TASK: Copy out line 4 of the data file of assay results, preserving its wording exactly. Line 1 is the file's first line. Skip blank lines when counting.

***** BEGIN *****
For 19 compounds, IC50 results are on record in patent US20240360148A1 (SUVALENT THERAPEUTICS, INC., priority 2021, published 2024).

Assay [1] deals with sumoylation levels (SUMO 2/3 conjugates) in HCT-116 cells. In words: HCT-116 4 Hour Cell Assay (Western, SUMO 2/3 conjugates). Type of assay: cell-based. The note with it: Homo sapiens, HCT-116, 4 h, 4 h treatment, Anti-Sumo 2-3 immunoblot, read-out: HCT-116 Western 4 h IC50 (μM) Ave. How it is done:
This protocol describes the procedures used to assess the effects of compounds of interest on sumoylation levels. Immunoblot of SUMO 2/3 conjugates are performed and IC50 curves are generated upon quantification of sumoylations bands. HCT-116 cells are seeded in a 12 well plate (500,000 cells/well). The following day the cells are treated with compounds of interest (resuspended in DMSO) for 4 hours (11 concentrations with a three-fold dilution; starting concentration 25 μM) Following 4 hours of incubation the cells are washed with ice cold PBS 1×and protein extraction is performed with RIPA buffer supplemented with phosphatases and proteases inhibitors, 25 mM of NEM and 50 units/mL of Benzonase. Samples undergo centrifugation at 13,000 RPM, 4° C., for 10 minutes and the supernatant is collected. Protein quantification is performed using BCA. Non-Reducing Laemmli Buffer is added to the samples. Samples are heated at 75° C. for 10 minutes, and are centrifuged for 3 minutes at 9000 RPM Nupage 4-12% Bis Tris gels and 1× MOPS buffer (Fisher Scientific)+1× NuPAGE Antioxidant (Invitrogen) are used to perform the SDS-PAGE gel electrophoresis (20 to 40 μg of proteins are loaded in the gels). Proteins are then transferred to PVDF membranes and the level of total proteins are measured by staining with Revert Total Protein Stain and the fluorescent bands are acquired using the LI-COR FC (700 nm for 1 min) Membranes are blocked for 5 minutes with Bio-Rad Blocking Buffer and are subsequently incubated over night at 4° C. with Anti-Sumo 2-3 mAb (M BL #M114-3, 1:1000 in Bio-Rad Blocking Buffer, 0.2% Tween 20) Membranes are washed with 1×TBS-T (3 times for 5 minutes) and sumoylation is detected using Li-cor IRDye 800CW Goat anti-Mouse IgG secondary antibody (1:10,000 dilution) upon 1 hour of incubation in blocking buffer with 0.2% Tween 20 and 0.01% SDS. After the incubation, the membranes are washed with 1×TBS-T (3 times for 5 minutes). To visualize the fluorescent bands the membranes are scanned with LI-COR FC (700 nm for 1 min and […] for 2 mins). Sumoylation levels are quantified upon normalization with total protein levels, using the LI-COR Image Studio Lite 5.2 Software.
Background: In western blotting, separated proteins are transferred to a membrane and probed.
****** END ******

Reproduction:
Background: In western blotting, separated proteins are transferred to a membrane and probed.